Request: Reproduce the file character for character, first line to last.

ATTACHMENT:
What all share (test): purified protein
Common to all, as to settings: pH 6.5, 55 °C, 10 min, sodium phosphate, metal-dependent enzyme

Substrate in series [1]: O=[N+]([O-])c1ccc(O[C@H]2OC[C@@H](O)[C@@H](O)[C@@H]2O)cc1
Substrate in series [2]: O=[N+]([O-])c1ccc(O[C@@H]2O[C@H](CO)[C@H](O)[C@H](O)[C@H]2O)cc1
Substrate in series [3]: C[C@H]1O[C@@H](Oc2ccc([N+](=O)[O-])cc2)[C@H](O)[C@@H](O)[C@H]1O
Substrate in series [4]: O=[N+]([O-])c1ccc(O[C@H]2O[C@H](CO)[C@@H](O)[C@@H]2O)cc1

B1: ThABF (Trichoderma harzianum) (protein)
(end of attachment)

What all share (test): purified protein
Common to all, as to settings: pH 6.5, 55 °C, 10 min, sodium phosphate, metal-dependent enzyme

Substrate in series [1]: O=[N+]([O-])c1ccc(O[C@H]2OC[C@@H](O)[C@@H](O)[C@@H]2O)cc1
Substrate in series [2]: O=[N+]([O-])c1ccc(O[C@@H]2O[C@H](CO)[C@H](O)[C@H](O)[C@H]2O)cc1
Substrate in series [3]: C[C@H]1O[C@@H](Oc2ccc([N+](=O)[O-])cc2)[C@H](O)[C@@H](O)[C@H]1O
Substrate in series [4]: O=[N+]([O-])c1ccc(O[C@H]2O[C@H](CO)[C@@H](O)[C@@H]2O)cc1

B1: ThABF (Trichoderma harzianum) (protein)